Tips to prevent the threat of hypothermia


You may not know what the term hypothermia means but you surely know the first sign of the emergency medical condition: shivering.

Hypothermia happens when your body loses heat to the point that your body temperature drops below 95 degrees Fahrenheit.

Your body's first reaction is to aggressively try to warm its inside by shivering-- as your muscles start to move in an effort to create heat.

Dr. Mike Patrick, who is an emergency medical expert at Nationwide Children's Hospital, said it can happen in a matter of minutes.

"The colder it is outside the quicker it's going to happen. If you're not wearing a lot of layers of clothing. Young children and infants it happens faster because they have more body surface area compared to the mass of their body so there's more room for heat to leave," he said.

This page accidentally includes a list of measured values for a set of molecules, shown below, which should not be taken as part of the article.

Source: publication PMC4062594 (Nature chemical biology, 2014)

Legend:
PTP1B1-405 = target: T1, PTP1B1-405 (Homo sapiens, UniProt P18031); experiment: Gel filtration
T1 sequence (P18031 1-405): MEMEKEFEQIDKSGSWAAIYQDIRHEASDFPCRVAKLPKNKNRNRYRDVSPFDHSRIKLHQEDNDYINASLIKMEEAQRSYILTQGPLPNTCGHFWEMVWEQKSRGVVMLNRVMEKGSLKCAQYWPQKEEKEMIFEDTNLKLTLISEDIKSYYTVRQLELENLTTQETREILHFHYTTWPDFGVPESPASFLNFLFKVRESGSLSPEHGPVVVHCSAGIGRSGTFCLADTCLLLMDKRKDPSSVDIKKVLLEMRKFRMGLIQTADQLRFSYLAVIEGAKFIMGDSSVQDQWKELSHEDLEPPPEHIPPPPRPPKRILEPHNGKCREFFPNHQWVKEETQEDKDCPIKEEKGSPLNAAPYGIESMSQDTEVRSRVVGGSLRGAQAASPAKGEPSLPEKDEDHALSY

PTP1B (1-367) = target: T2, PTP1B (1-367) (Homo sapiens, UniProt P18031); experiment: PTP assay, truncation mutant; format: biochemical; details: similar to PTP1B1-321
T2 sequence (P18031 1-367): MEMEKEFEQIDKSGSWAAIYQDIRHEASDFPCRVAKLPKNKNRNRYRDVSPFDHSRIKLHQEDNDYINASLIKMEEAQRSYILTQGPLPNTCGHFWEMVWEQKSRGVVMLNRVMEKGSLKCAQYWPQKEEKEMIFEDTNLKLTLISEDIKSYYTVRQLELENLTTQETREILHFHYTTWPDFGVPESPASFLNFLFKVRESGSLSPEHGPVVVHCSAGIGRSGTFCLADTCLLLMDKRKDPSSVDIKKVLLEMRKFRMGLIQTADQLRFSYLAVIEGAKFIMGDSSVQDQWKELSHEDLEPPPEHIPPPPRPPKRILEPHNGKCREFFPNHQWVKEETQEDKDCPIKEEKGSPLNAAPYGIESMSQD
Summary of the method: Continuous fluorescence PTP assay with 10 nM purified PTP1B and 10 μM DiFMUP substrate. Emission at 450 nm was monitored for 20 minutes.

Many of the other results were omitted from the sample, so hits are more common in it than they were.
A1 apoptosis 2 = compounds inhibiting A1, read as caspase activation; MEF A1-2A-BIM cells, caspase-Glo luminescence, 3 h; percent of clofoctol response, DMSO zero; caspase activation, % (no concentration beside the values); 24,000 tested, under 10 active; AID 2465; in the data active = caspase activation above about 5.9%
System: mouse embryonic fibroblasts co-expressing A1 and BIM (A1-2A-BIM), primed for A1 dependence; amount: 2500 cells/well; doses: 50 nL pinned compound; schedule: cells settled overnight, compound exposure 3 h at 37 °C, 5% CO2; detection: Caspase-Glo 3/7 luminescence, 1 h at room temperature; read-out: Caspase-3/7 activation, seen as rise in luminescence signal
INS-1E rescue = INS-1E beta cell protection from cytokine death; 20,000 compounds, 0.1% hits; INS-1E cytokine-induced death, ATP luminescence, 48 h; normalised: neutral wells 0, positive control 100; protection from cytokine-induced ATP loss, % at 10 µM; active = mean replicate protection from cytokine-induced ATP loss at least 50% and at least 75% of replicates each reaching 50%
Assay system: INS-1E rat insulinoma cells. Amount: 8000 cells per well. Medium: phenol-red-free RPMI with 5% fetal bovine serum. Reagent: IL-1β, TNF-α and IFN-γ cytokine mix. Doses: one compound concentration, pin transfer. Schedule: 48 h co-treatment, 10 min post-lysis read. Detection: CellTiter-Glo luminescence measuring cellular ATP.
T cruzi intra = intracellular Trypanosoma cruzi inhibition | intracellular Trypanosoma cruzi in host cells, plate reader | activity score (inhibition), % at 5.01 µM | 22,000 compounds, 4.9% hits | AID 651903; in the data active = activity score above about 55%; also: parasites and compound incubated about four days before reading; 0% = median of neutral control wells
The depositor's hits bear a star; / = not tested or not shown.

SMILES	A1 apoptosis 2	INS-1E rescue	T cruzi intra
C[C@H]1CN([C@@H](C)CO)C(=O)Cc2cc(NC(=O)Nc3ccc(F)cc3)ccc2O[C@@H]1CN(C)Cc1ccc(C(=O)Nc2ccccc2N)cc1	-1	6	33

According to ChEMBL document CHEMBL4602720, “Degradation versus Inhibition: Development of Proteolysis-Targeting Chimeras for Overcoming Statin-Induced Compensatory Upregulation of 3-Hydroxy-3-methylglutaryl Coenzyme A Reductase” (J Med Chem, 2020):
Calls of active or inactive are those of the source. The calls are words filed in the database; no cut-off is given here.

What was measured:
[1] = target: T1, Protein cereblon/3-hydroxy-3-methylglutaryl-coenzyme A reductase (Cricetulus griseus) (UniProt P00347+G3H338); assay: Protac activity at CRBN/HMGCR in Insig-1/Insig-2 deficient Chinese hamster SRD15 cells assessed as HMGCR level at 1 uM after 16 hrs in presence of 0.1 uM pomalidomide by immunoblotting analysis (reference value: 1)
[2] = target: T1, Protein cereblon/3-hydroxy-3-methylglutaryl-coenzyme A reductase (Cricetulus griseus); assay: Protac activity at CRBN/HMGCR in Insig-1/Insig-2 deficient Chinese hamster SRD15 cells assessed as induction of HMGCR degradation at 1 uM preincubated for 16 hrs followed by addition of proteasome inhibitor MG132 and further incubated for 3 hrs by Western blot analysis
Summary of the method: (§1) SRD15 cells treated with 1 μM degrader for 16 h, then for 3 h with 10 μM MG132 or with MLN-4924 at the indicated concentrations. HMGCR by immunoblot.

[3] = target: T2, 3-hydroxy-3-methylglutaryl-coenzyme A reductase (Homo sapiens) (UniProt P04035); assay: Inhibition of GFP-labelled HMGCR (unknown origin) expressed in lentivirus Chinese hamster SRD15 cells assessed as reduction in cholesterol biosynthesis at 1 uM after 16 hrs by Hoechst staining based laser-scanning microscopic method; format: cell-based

Children lose heat faster than adults, which is why outdoor supervision is important. It is critical to make kids take breaks so they can get inside where it's warm.

Warming can also include turning up the thermostat, covering up with blankets and sipping warm beverages.

Medical experts advise dressing in multiple layers of thinner clothing which will act as a sort of insulation as the warm air gets trapped between the layers.

Shivering is the first symptom of hypothermia, but it can be followed by a number of others including confusion, slurred speech, and a weak pulse.

Dr. Patrick told us that if shivering does not improve and progresses to confusion, it is time to get to the emergency department.

Medical experts can help improve the symptoms with warm blankets, warmed oxygen and in cases where it's warranted warmed intravenous saline.